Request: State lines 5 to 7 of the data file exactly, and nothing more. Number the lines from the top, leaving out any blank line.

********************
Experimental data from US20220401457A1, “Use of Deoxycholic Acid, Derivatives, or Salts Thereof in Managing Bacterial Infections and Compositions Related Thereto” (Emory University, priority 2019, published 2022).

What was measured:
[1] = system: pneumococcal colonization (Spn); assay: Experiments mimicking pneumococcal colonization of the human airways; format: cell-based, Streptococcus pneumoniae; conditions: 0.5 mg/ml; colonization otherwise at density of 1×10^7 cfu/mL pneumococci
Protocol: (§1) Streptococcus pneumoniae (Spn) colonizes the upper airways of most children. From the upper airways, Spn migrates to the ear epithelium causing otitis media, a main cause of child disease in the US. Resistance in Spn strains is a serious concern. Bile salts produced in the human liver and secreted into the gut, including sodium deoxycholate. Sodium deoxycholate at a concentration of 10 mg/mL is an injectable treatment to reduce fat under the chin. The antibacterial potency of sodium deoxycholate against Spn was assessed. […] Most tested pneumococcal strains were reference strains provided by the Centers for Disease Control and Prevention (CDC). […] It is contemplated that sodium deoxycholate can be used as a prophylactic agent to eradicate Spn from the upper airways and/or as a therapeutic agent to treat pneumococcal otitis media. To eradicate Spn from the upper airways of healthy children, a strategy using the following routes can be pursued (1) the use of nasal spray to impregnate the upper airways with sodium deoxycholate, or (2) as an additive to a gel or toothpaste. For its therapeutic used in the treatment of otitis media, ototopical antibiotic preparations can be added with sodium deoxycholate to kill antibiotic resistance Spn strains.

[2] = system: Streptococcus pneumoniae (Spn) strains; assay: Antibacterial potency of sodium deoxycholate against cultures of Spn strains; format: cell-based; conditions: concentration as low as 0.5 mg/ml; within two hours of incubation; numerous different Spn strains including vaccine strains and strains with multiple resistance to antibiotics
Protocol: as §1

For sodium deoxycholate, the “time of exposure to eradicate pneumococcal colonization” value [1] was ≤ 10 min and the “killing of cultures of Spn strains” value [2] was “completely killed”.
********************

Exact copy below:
[2] = system: Streptococcus pneumoniae (Spn) strains; assay: Antibacterial potency of sodium deoxycholate against cultures of Spn strains; format: cell-based; conditions: concentration as low as 0.5 mg/ml; within two hours of incubation; numerous different Spn strains including vaccine strains and strains with multiple resistance to antibiotics
Protocol: as §1

For sodium deoxycholate, the “time of exposure to eradicate pneumococcal colonization” value [1] was ≤ 10 min and the “killing of cultures of Spn strains” value [2] was “completely killed”.